Anger can be caused by both external and internal events. You could be angry at a specific person (such as a coworker or supervisor) or event (a traffic jam, a canceled flight), or your anger could be caused by worrying or brooding about your personal problems. Memories of traumatic or enraging events can also trigger angry feelings.


Anorgasmia is delayed, infrequent or absent orgasms — or significantly less-intense orgasms — after sexual arousal and adequate sexual stimulation. Women who have problems with orgasms and who feel significant distress about those problems may be diagnosed with anorgasmia.


Anxiety is a feeling of unease, such as worry or fear, that can be mild or severe. Everyone has feelings of anxiety at some point in their life. For example, you may feel worried and anxious about sitting an exam or having a medical test or job interview.

  • Feeling nervous, restless or tense.
  • Having a sense of impending danger, panic or doom.
  • Having an increased heart rate.
  • Breathing rapidly (hyperventilation)
  • Sweating.
  • Trembling.
  • Feeling weak or tired.
  • Trouble concentrating or thinking about anything other than the present worry.


Arachnophobia is a specific phobia brought about by the irrational fear of spiders and other arachnids such as scorpions and ticks. The word Arachnophobia comes from the Greek words arachne and phobia.


Facial blushing is an involuntary reddening of the face due to embarrassment or stress. The terms blushing and flushing mean the same thing, although flushing tends to be used for more severe cases (known as idiopathic cranio-facial erythema).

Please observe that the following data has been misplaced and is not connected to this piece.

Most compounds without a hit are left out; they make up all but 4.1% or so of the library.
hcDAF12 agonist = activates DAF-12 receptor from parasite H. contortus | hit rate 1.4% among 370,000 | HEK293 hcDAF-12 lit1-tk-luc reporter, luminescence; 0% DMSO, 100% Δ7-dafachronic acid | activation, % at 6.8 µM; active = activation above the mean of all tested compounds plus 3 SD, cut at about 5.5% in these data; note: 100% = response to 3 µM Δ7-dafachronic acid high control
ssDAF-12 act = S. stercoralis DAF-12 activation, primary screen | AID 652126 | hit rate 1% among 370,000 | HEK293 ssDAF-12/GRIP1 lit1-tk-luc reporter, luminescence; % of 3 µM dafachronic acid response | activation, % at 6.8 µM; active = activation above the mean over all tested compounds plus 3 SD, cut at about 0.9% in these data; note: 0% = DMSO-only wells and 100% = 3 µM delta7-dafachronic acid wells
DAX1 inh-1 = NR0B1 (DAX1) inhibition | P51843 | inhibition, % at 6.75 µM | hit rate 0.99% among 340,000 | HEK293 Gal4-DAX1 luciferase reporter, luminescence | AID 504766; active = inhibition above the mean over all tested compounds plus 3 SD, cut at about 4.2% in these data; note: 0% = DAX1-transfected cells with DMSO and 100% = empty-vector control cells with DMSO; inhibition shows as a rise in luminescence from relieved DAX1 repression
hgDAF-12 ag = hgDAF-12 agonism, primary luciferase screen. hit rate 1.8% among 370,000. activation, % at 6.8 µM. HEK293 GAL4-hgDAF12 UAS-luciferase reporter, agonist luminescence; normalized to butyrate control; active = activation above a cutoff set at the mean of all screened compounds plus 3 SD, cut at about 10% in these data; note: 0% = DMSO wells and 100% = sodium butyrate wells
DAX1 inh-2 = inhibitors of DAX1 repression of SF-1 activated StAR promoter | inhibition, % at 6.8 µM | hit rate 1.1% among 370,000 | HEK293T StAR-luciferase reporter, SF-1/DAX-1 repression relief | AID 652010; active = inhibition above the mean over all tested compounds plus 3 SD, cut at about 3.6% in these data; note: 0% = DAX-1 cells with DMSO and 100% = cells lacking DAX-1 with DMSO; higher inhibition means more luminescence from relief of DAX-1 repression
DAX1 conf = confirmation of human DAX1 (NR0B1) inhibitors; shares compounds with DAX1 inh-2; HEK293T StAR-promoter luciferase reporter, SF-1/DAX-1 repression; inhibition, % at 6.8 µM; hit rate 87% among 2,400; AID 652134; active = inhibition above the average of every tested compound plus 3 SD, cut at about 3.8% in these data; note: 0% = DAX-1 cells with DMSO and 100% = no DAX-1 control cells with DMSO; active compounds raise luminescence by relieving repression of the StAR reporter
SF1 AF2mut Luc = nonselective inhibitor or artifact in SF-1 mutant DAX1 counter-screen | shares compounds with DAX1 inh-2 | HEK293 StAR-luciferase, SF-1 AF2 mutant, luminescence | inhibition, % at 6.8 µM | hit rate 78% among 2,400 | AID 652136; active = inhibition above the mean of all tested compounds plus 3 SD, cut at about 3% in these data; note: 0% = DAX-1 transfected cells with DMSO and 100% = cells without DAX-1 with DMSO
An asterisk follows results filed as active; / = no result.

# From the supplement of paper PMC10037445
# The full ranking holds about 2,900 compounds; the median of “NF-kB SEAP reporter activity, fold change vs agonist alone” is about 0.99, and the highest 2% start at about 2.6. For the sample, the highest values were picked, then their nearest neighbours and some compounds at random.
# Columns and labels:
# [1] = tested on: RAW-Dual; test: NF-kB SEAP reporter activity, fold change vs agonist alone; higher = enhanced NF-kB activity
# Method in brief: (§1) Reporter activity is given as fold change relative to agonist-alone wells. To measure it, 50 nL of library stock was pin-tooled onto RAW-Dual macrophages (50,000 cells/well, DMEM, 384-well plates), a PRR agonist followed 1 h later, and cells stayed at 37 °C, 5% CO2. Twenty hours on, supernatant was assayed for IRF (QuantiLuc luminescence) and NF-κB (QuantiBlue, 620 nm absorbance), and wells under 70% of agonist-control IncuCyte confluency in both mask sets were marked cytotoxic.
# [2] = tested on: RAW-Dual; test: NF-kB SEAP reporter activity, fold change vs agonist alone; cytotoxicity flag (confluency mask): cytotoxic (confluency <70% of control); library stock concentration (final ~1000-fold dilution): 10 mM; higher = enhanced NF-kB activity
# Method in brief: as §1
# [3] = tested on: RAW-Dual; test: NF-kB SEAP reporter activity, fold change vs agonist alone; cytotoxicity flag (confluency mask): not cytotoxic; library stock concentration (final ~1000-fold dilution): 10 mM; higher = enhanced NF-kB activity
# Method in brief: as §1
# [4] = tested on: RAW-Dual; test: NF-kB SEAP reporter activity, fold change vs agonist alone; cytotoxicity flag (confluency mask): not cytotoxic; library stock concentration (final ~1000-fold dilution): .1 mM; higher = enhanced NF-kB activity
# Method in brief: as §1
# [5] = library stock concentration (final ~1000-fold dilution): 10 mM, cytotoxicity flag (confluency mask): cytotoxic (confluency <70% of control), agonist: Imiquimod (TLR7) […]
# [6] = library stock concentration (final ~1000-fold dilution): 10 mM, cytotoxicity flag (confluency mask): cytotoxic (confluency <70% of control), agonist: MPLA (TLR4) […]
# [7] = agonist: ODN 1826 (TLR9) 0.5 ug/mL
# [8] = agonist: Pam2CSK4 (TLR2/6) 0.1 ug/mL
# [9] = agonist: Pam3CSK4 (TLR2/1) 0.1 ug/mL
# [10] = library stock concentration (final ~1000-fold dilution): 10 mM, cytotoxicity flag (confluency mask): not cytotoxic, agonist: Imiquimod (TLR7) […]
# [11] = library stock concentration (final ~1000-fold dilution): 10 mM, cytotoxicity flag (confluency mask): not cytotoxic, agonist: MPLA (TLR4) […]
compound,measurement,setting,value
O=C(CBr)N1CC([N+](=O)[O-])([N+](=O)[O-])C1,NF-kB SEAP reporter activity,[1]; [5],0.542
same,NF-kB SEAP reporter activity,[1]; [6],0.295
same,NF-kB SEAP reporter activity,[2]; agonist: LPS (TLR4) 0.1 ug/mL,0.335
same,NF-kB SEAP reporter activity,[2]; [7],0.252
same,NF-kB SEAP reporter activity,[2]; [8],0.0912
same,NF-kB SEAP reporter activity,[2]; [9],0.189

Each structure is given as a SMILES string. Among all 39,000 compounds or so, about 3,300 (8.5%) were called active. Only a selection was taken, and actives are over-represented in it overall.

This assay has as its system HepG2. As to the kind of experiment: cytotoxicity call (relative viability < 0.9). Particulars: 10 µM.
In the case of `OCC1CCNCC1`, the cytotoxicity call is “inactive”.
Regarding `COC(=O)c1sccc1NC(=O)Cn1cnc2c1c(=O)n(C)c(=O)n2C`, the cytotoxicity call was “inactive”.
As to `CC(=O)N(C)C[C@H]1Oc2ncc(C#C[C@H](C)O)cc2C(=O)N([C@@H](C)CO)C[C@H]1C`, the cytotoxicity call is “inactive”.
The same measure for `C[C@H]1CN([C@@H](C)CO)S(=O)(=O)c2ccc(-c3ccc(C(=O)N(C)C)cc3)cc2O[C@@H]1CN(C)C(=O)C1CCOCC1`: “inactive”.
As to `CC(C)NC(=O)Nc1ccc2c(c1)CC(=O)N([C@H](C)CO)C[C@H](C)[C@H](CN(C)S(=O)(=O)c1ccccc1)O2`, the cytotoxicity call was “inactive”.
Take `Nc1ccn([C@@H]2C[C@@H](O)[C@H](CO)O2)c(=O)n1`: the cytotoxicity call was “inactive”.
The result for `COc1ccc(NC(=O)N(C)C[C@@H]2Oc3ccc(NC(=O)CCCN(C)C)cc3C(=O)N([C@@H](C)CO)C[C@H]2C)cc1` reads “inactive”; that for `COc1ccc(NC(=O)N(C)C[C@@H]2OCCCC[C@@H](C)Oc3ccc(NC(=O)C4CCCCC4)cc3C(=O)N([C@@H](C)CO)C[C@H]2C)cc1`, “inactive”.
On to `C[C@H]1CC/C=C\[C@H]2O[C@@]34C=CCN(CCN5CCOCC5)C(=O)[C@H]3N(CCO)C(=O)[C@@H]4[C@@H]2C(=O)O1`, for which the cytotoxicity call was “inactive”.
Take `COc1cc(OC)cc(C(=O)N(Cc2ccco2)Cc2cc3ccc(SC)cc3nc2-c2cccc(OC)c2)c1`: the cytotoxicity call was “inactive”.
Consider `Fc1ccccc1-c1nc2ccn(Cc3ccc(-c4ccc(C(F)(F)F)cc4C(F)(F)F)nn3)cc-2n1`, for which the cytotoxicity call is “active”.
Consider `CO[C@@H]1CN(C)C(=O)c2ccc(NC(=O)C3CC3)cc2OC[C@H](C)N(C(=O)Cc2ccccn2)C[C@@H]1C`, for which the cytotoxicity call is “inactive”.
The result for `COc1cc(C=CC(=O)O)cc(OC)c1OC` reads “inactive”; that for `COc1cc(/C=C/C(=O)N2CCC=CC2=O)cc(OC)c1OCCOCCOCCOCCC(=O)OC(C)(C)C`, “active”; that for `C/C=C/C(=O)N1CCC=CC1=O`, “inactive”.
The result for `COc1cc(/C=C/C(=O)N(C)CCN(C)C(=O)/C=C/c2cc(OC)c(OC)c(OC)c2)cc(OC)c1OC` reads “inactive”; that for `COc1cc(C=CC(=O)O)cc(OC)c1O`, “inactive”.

Body-focused repetitive behaviors (BFRBs)

Body-focused repetitive behaviors (BFRBs) include any repetitive self-grooming behavior that involves biting, pulling, picking, or scraping one's own hair, skin, lips, cheeks, or nails that can lead to physical damage to the body and have been met with multiple attempts to stop or decrease the behavior.

Childhood Trauma

What happens to adults with unresolved childhood trauma?

Emotional symptoms can range from depression, hypervigilance, anxiety, fear, anger, feelings of abandonment, and grief – and many others. One of the lasting effects of emotional responses to trauma is negative self-beliefs
What are the long term effects of childhood trauma on adults?

Maltreatment can cause victims to feel isolation, fear, and distrust, which can translate into lifelong psychological consequences that can manifest as educational difficulties, low self-esteem, depression, and trouble forming and maintaining relationships

How do I know if I experienced childhood trauma?
You might have difficulties trusting, low self-esteem, fears of being judged, constant attempts to please, outbursts of frustration, or social anxiety symptoms that won't let up

Chronic Fatigue Syndrome

Myalgic encephalomyelitis, also called chronic fatigue syndrome or ME/CFS, is a long-term condition with a wide range of symptoms. The most common symptom is extreme tiredness.

ME/CFS can affect anyone, including children. It's more common in women, and tends to develop between your mid-20s and mid-40s.

Symptoms of ME/CFS